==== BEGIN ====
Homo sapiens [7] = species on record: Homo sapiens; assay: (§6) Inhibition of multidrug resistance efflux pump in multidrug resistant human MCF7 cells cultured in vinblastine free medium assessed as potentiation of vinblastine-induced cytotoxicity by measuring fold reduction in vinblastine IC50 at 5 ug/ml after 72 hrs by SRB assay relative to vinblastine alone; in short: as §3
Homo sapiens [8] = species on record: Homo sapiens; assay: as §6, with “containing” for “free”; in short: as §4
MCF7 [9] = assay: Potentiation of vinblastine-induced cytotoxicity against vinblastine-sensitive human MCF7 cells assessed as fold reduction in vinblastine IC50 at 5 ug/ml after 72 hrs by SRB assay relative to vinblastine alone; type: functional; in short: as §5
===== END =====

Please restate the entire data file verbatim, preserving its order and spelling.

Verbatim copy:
Homo sapiens [7] = species on record: Homo sapiens; assay: (§6) Inhibition of multidrug resistance efflux pump in multidrug resistant human MCF7 cells cultured in vinblastine free medium assessed as potentiation of vinblastine-induced cytotoxicity by measuring fold reduction in vinblastine IC50 at 5 ug/ml after 72 hrs by SRB assay relative to vinblastine alone; in short: as §3
Homo sapiens [8] = species on record: Homo sapiens; assay: as §6, with “containing” for “free”; in short: as §4
MCF7 [9] = assay: Potentiation of vinblastine-induced cytotoxicity against vinblastine-sensitive human MCF7 cells assessed as fold reduction in vinblastine IC50 at 5 ug/ml after 72 hrs by SRB assay relative to vinblastine alone; type: functional; in short: as §5